The cause of change has always been one of the great unanswered questions of linguistics. It is easy enough to describe the effects of a particular change, but the theories that have been advanced to account for the change's arising in the first place range from the laughable to the merely inadequate. Istvan Fodor (1965) suggests a distinction between internal and external factors. Internal causes of change are the "inherent laws" of a language which cause it to change in a particular way. Fodor observes (15) that the nature of such laws has not been elucidated; nor can it be -- the question is circular: Language X has changed in a certain manner because it was the inherent tendency of that language to do so.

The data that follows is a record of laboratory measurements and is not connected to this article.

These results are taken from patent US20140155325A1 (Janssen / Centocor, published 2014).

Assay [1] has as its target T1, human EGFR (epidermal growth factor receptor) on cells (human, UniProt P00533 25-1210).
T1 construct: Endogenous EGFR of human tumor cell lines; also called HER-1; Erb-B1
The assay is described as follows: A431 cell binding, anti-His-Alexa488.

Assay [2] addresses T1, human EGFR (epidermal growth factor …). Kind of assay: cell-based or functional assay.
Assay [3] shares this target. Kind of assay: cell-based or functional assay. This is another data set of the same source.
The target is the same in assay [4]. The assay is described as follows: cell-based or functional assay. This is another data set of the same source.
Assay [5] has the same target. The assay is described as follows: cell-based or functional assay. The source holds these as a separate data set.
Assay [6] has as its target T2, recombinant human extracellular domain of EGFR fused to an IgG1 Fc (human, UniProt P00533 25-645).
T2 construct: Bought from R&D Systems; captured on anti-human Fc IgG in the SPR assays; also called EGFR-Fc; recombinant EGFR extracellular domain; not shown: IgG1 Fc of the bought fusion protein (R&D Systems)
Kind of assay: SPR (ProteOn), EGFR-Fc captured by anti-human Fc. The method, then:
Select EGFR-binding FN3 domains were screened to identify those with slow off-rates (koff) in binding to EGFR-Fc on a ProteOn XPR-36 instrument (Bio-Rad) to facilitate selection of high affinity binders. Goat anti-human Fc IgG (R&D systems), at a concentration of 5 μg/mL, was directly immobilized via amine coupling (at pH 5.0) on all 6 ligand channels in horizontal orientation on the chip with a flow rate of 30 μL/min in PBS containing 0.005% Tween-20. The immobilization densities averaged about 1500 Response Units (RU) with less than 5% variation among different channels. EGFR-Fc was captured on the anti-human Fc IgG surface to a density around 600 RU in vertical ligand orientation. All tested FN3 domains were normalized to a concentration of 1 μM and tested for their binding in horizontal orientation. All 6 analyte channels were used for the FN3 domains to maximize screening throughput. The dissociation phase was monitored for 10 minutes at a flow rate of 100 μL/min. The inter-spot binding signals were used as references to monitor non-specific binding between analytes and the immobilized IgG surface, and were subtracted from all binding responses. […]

Among the external factors examined by Fodor are the effects of history, culture, society, geography, neighbouring peoples, and the national character. Some of these are undoubtedly major conditioners of phonological and other linguistic change, but others are merely coincidental and unrelated to linguistic developments.